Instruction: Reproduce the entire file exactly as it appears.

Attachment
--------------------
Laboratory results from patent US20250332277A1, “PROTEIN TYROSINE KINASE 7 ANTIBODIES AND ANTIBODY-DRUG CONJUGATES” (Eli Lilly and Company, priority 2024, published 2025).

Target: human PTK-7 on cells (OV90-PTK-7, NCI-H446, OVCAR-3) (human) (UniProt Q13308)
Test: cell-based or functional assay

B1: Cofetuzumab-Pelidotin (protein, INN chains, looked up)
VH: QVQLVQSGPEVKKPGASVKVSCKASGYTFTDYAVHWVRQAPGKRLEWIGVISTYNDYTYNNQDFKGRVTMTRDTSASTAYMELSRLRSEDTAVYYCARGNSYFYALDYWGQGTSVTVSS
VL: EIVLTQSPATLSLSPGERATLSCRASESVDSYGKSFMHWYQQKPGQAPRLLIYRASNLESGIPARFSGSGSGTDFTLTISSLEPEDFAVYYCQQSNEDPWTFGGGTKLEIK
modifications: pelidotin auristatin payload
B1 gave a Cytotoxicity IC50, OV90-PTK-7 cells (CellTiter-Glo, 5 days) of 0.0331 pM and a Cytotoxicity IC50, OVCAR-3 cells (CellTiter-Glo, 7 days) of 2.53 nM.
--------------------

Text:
Laboratory results from patent US20250332277A1, “PROTEIN TYROSINE KINASE 7 ANTIBODIES AND ANTIBODY-DRUG CONJUGATES” (Eli Lilly and Company, priority 2024, published 2025).

Target: human PTK-7 on cells (OV90-PTK-7, NCI-H446, OVCAR-3) (human) (UniProt Q13308)
Test: cell-based or functional assay

B1: Cofetuzumab-Pelidotin (protein, INN chains, looked up)
VH: QVQLVQSGPEVKKPGASVKVSCKASGYTFTDYAVHWVRQAPGKRLEWIGVISTYNDYTYNNQDFKGRVTMTRDTSASTAYMELSRLRSEDTAVYYCARGNSYFYALDYWGQGTSVTVSS
VL: EIVLTQSPATLSLSPGERATLSCRASESVDSYGKSFMHWYQQKPGQAPRLLIYRASNLESGIPARFSGSGSGTDFTLTISSLEPEDFAVYYCQQSNEDPWTFGGGTKLEIK
modifications: pelidotin auristatin payload
B1 gave a Cytotoxicity IC50, OV90-PTK-7 cells (CellTiter-Glo, 5 days) of 0.0331 pM and a Cytotoxicity IC50, OVCAR-3 cells (CellTiter-Glo, 7 days) of 2.53 nM.